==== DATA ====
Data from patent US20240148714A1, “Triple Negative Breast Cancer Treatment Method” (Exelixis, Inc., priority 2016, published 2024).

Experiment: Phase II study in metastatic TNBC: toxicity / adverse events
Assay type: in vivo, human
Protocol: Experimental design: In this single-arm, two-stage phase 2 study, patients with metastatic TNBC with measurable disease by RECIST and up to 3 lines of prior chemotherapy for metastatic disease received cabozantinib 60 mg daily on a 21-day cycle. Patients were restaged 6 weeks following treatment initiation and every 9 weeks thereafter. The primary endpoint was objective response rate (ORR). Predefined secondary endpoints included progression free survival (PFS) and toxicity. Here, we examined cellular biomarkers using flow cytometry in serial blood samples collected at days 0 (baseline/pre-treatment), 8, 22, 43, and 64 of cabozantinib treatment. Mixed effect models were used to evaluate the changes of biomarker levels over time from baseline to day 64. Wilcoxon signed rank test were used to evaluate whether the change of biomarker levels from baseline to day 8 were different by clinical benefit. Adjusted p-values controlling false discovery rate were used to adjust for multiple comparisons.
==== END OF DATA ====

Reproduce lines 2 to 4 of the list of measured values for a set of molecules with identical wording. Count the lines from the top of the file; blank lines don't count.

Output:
Experiment: Phase II study in metastatic TNBC: toxicity / adverse events
Assay type: in vivo, human
Protocol: Experimental design: In this single-arm, two-stage phase 2 study, patients with metastatic TNBC with measurable disease by RECIST and up to 3 lines of prior chemotherapy for metastatic disease received cabozantinib 60 mg daily on a 21-day cycle. Patients were restaged 6 weeks following treatment initiation and every 9 weeks thereafter. The primary endpoint was objective response rate (ORR). Predefined secondary endpoints included progression free survival (PFS) and toxicity. Here, we examined cellular biomarkers using flow cytometry in serial blood samples collected at days 0 (baseline/pre-treatment), 8, 22, 43, and 64 of cabozantinib treatment. Mixed effect models were used to evaluate the changes of biomarker levels over time from baseline to day 64. Wilcoxon signed rank test were used to evaluate whether the change of biomarker levels from baseline to day 8 were different by clinical benefit. Adjusted p-values controlling false discovery rate were used to adjust for multiple comparisons.